Judges search for the perfect chicken For purebred poultry, it's style over substance

September 01, 1997|By Christian Ewell | Christian Ewell,SUN STAFF

Bill Gladhill needs only about 40 seconds to judge a chicken.

He's not checking to see how well it tastes, but rather how good it looks.

For purebred chickens, the Maryland State Fair in Timonium is a pageant, and they are no more likely than a winner of the Westminster Dog Show to be on anyone's dinner plate in the near future.

"If it's a good bird, you know right away," said Gladhill, a licensed judge of purebred chickens for the past 35 years. "Soon as you've got it in your hand, you know it's a good bird."

More than 50 types of chickens were on display yesterday for the contest, which has become a tradition at the fair over the past two decades.

"People don't know that most chickens can be friendly," said Angelique Livezey, 15, of Bel Air, who has a chicken in the competition. "They don't know that there are so many types, and they're not just used for meat and eggs."

Gladhill must make his decision purely on looks. First he checks the belly, then he lifts the top feathers back to look at the skin condition. Then the feet, the eyes and the wattle.

To make sure that the birds are looking as close to perfect as possible, the people who raise them do as much primping of the birds as anyone else would while preparing for a show where style takes precedence over substance.

The chickens are given baths in days preceding the contest. Oil is mixed in with their food to increase the sheen of the feathers. Petroleum jelly goes on their combs and wattles to amplify their red color. Bread is added to the birds' diet in hopes that it will add weight to make the breasts look rounder.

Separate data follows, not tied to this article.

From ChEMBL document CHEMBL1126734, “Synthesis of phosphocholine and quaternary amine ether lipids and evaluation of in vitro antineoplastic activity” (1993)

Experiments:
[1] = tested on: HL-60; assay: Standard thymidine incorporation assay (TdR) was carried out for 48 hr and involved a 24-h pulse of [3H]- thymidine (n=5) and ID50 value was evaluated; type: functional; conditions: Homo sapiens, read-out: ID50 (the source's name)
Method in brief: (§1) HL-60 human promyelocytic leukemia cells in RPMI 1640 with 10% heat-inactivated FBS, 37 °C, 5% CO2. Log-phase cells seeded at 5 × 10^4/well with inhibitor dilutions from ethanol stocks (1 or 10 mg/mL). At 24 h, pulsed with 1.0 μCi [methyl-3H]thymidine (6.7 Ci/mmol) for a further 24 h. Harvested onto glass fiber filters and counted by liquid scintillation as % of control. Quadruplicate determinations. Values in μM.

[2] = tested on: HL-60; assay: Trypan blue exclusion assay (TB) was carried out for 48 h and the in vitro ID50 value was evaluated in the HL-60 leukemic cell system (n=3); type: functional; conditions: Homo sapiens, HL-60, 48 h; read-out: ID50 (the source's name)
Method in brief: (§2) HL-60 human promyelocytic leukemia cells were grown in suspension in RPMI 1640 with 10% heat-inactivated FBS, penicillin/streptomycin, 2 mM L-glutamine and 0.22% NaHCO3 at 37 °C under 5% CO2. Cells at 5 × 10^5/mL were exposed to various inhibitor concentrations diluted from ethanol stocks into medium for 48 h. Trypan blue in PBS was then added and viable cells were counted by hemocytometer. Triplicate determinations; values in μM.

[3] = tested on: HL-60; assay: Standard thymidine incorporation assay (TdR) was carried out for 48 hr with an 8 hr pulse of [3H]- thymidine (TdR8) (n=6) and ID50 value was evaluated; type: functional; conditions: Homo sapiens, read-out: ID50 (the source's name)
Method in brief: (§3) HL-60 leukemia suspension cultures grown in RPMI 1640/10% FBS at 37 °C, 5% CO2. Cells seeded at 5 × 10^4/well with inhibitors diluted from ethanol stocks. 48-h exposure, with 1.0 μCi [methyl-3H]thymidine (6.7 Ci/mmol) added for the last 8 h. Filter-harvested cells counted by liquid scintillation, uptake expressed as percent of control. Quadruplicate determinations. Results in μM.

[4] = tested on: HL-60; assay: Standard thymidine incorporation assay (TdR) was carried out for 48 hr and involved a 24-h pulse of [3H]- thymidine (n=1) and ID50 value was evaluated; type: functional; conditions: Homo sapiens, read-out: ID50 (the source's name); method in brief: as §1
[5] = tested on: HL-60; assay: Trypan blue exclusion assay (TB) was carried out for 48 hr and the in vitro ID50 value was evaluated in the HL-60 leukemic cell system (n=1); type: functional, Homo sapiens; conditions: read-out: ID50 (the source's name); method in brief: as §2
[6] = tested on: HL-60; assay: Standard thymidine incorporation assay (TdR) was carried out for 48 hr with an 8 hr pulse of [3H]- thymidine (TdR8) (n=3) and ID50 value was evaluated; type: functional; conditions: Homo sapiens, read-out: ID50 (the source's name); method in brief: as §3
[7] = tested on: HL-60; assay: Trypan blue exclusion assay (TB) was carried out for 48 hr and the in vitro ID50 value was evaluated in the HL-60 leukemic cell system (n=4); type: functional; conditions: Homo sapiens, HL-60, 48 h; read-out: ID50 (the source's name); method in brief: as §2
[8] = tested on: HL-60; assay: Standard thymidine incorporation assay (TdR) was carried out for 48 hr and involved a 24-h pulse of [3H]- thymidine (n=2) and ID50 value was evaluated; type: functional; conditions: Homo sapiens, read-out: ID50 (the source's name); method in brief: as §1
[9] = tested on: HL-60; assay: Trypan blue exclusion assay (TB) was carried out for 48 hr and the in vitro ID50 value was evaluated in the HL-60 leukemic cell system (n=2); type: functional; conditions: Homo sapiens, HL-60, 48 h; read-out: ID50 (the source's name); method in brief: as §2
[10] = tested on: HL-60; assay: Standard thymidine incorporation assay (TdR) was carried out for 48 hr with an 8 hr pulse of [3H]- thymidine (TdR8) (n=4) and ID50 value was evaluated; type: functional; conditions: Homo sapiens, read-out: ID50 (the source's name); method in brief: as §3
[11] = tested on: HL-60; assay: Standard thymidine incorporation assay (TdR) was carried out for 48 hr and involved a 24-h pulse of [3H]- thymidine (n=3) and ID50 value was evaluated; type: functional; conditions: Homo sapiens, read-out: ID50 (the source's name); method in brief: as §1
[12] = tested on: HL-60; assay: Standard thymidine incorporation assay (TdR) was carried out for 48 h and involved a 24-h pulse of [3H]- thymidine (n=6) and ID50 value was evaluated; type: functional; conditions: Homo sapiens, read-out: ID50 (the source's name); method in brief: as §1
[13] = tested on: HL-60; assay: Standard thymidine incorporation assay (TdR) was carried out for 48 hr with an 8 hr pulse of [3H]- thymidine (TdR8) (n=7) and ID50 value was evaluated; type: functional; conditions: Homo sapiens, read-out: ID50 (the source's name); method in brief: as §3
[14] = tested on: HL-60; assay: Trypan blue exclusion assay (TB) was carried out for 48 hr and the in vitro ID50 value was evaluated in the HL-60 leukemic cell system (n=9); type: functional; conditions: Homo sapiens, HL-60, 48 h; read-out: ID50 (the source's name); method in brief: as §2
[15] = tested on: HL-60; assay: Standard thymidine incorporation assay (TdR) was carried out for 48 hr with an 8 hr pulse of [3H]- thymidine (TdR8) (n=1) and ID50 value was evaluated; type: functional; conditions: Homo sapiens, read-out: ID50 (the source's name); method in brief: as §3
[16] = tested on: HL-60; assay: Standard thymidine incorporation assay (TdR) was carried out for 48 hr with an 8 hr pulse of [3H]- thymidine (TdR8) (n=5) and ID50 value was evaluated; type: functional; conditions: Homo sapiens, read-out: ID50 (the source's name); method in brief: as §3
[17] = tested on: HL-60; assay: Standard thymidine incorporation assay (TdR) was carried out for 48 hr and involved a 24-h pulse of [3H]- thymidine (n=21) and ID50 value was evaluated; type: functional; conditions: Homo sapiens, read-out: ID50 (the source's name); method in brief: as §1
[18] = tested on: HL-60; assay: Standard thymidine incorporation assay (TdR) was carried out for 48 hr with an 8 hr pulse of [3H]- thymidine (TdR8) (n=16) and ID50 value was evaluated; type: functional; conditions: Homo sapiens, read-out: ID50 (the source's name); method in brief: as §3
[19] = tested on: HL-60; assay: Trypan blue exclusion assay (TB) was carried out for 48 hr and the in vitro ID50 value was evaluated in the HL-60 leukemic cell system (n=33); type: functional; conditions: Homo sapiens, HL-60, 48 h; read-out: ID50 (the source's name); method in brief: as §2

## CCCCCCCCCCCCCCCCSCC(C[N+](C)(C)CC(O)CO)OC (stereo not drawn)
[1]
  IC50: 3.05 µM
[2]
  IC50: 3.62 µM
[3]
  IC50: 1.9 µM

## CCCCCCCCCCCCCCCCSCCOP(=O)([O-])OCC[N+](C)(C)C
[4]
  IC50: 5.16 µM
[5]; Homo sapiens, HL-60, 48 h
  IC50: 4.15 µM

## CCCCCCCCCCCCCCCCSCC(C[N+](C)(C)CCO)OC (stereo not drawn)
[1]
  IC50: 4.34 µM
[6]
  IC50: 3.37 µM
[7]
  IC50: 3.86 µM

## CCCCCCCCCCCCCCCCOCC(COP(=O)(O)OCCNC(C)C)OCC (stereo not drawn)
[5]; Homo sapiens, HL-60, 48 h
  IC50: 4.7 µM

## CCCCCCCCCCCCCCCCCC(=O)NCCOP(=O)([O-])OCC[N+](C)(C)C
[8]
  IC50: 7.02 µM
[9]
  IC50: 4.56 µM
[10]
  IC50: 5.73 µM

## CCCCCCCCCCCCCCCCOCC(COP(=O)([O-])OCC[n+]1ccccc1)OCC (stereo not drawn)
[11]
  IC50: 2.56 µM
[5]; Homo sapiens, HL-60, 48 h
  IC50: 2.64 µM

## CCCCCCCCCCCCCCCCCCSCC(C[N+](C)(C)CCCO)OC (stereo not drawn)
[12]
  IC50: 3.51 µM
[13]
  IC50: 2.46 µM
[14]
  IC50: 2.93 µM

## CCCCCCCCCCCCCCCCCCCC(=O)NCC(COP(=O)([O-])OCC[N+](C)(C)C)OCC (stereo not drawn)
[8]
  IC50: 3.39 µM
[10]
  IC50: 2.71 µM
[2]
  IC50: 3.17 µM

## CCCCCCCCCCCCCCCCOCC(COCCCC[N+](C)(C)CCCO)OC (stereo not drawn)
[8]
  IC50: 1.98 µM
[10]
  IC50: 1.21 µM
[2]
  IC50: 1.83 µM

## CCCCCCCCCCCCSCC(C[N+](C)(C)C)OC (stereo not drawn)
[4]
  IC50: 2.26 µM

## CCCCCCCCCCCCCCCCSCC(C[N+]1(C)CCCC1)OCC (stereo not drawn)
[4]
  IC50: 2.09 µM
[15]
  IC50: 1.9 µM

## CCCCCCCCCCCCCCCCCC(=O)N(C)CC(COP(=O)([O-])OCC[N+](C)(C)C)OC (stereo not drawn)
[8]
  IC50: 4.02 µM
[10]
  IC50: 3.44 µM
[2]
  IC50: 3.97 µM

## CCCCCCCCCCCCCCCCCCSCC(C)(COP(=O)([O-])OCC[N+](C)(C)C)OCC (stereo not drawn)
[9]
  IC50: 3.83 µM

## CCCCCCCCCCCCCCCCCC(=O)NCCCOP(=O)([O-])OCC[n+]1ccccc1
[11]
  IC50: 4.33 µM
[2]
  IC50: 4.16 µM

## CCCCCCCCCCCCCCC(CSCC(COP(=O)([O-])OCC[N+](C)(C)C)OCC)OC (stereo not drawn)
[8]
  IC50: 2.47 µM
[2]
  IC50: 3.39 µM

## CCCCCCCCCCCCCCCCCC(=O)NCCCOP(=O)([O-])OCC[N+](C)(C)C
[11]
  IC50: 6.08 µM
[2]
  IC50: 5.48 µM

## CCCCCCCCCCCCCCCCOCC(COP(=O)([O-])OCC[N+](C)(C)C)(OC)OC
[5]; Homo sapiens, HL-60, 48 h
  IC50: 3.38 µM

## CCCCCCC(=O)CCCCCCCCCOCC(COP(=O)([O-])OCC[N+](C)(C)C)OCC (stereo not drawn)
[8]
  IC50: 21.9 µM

Sometimes, said Charles Wabeck, director of the fair's poultry division and a food and poultry specialist at the University of Maryland, owners cheat by putting lipstick on the wattle. "That's what we call faking," he said. "A lot of the old-timers will try to do that."

Purebred chickens were only a portion of the more than 100 birds on display at the fair yesterday, including chickens of the more conventional sort, the ones for meat and eggs.

For those chickens, beauty is not much of a factor in the judging.

"These are for feeding people, so they aren't going to be well pampered," said Nick Zimmerman, judge of the egg-laying chickens and an associate professor of animal and avian sciences at the University of Maryland. "I'm looking for how well she lays."

But the purebred chicken contest doesn't have a talent portion. The standard for beauty is spelled out in the American Poultry Association's handbook, which is the guide for all judges of birds. And according to Gladhill, the birds are up against tough standards.

"The perfect specimen hasn't been bred yet," Gladhill said. "You get good ones, and outstanding ones occasionally, but that perfect one hasn't come along yet."

Pub Date: 9/01/97

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